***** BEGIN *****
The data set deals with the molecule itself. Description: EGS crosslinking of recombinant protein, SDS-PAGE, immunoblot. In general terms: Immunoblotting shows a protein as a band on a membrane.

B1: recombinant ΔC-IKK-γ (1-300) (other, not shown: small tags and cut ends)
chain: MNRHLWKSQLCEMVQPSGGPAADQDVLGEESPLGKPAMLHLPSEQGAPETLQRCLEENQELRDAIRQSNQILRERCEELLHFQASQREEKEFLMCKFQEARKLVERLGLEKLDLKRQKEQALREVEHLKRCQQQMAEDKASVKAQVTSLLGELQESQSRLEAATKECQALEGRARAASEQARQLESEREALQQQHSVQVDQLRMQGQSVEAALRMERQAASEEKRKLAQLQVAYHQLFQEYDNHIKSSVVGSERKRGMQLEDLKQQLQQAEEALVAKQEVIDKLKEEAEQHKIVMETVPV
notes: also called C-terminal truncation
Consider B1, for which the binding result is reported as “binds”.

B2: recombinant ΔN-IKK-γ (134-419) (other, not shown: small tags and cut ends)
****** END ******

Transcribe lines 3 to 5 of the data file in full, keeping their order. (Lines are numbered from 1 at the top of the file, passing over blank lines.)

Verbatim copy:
chain: MNRHLWKSQLCEMVQPSGGPAADQDVLGEESPLGKPAMLHLPSEQGAPETLQRCLEENQELRDAIRQSNQILRERCEELLHFQASQREEKEFLMCKFQEARKLVERLGLEKLDLKRQKEQALREVEHLKRCQQQMAEDKASVKAQVTSLLGELQESQSRLEAATKECQALEGRARAASEQARQLESEREALQQQHSVQVDQLRMQGQSVEAALRMERQAASEEKRKLAQLQVAYHQLFQEYDNHIKSSVVGSERKRGMQLEDLKQQLQQAEEALVAKQEVIDKLKEEAEQHKIVMETVPV
notes: also called C-terminal truncation
Consider B1, for which the binding result is reported as “binds”.